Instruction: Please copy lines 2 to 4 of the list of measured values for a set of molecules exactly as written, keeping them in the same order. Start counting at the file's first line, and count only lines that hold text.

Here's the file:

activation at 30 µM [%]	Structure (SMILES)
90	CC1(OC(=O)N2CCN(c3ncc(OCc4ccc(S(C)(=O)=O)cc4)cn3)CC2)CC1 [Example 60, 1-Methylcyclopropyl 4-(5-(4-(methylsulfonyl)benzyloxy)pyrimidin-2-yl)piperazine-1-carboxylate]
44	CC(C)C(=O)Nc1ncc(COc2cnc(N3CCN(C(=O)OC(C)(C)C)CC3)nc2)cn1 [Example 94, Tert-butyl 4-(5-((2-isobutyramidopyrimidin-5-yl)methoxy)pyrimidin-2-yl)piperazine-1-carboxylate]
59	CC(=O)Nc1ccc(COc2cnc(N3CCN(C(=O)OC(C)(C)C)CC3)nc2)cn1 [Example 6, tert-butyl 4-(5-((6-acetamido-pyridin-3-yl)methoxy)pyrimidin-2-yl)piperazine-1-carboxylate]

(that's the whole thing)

90	CC1(OC(=O)N2CCN(c3ncc(OCc4ccc(S(C)(=O)=O)cc4)cn3)CC2)CC1 [Example 60, 1-Methylcyclopropyl 4-(5-(4-(methylsulfonyl)benzyloxy)pyrimidin-2-yl)piperazine-1-carboxylate]
44	CC(C)C(=O)Nc1ncc(COc2cnc(N3CCN(C(=O)OC(C)(C)C)CC3)nc2)cn1 [Example 94, Tert-butyl 4-(5-((2-isobutyramidopyrimidin-5-yl)methoxy)pyrimidin-2-yl)piperazine-1-carboxylate]
59	CC(=O)Nc1ccc(COc2cnc(N3CCN(C(=O)OC(C)(C)C)CC3)nc2)cn1 [Example 6, tert-butyl 4-(5-((6-acetamido-pyridin-3-yl)methoxy)pyrimidin-2-yl)piperazine-1-carboxylate]